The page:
Horn, who announced his candidacy for Jackson County’s first district in May last year, tweeted Saturday about the vandalism:

Horn did not file a police report. In an interview with the Kansas City Star on Monday he said:

“I don’t know how much more blatantly that this was a hate crime. It was specifically targeted at me because of my sexual orientation.

“What bothers me the most is that it happened in broad daylight. They were so emboldened to do this. It was specifically a defacing to attack me not based on my policy or my candidacy but on me personally. It was the same as calling me the N-word.”

Horn was set to hold a press conference on Tuesday morning but prior to its scheduled time the banner was ripped down and stolen. Horn then tweeted:

The LGBTQ Victory Fund, a Washington D.C.-based group that supports LGBTQ+ candidates reacted in a statement sent out from its president & CEO Mayor Annise Parker:

“Recent anti-LGBTQ attacks from officials serving at the highest levels of government empower bigots across the country to espouse hate openly. The reality is that out LGBTQ candidates of color bear the brunt of much of this animus. We stand firmly with Justice and unequivocally condemn this homophobic attack. Hateful acts like this make it abundantly clear that progress is not linear and should never be taken for granted. This is a reminder for the LGBTQ community and our allies that the fight for equality is far from over and that we must enter this election with urgency and strength. The stakes could not be higher.”

If elected, Justice would become the first openly LGBTQ+ Jackson County Legislator, as well as the first Black representative of the first district. Justice is also of Pacific Islander and Native Blackfoot heritage.

Justice is a former Student Body President of the University of Missouri-Kansas City, where he recently graduated with his Bachelors of Business Administration. He rose to notoriety after his role in the Black Lives Matter movement in Kansas City as a lead organizer, which concluded with a list of demands recommitting the City to the safety of the public through police reform, signed by Mayor Quinton Lucas. This resulted in body cams for police officers, which has recently been put into practice, as well as elevating the issue of local control to a top state legislative priority.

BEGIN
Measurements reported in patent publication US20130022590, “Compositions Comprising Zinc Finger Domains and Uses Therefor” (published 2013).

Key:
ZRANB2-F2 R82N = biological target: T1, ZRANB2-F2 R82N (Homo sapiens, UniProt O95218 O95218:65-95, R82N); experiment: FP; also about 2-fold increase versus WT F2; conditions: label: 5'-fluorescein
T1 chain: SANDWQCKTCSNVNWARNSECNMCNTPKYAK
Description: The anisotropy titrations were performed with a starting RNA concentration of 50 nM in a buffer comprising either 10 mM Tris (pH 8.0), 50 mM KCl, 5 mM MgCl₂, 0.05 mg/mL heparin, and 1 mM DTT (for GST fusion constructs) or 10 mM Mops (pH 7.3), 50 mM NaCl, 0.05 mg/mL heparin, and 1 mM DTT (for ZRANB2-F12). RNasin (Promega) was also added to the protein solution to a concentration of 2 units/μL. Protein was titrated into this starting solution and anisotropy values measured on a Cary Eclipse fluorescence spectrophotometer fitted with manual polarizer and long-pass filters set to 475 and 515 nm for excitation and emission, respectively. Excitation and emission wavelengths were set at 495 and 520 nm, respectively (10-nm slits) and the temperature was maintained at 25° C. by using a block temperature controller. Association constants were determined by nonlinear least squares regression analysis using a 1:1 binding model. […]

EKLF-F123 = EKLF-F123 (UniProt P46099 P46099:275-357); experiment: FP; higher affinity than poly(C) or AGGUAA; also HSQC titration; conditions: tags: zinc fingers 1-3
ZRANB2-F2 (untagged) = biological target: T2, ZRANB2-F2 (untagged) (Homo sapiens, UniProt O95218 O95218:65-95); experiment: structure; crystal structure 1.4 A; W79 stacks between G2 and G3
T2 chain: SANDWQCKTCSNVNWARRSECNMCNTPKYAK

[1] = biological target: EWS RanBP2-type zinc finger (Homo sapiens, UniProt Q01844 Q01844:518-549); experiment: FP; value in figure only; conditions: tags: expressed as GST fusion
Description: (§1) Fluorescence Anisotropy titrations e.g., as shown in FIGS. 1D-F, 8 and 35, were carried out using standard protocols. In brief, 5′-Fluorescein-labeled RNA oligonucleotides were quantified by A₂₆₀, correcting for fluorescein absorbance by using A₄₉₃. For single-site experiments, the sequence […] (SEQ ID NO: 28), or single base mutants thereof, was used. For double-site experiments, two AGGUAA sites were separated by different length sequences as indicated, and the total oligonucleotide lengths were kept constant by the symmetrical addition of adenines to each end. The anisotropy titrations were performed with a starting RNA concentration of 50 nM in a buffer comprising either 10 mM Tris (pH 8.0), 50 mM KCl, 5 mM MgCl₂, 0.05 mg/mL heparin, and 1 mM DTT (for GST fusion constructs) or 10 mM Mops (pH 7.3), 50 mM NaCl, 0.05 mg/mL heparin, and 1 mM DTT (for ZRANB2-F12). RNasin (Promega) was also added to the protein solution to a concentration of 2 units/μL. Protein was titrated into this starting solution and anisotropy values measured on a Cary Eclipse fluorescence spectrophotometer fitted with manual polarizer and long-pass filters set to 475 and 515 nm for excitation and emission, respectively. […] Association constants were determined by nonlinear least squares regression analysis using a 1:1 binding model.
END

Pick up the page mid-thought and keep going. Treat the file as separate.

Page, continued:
Throughout the past year, Justice has been the author behind multiple pieces of legislation to pass out of city council, including the creation of the first LGBTQ+ Commission in the state. Subsequently, he authored the Trans Inclusive Healthcare resolution, which directs the City Manager to ensure health insurance contracts initiated by the City are inclusive of all gender identities to prevent discrimination.

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The White House

White House, Don’t Say Gay law: “This is discrimination, plain and simple”

“State officials who claim to champion liberty are limiting the freedom of their fellow Americans simply to be themselves”

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White House Press Secretary Karine Jean-Pierre (The White House)

WASHINGTON – The White House Press Secretary Karine Jean-Pierre released a statement Friday as Florida’s notorious ‘Don’t Say Gay’ law took effect, saying “[…] state officials who claim to champion liberty are limiting the freedom of their fellow Americans simply to be themselves.”

President Biden also tweeted about the law prior to leaving for Camp David to spend the July 4th holiday weekend, calling the law “the latest attempt by Republicans in state houses to target LGBTQI+ students, teachers, and families.”

In her statement, Jean-Pierre said:

“Today, some of Florida’s most vulnerable students and families are more fearful and less free. As the state’s shameful “Don’t Say Gay” law takes effect, state officials who claim to champion liberty are limiting the freedom of their fellow Americans simply to be themselves.

“Already, there have been reports that “Safe Space” stickers are being taken down from classrooms. Teachers are being instructed not to wear rainbow clothing. LGBTQI+ teachers are being told to take down family photos of their husbands and wives—cherished family photos like the ones on my own desk.

“This is not an issue of “parents’ rights.” This is discrimination, plain and simple. It’s part of a disturbing and dangerous nationwide trend of right-wing politicians cynically targeting LGBTQI+ students, educators, and individuals to score political points.

“It encourages bullying and threatens students’ mental health, physical safety, and well-being. It censors dedicated teachers and educators who want to do the right thing and support their students. And it must stop.

“President Biden has been very clear that every student deserves to feel safe and welcome in the classroom.

“The Department of Education will be monitoring this law, and any student or parent who believes they are experiencing discrimination is encouraged to file a complaint with the Department’s Office for Civil Rights.

“Our Administration will continue to fight for dignity and opportunity for every student and family—in Florida and around the country.”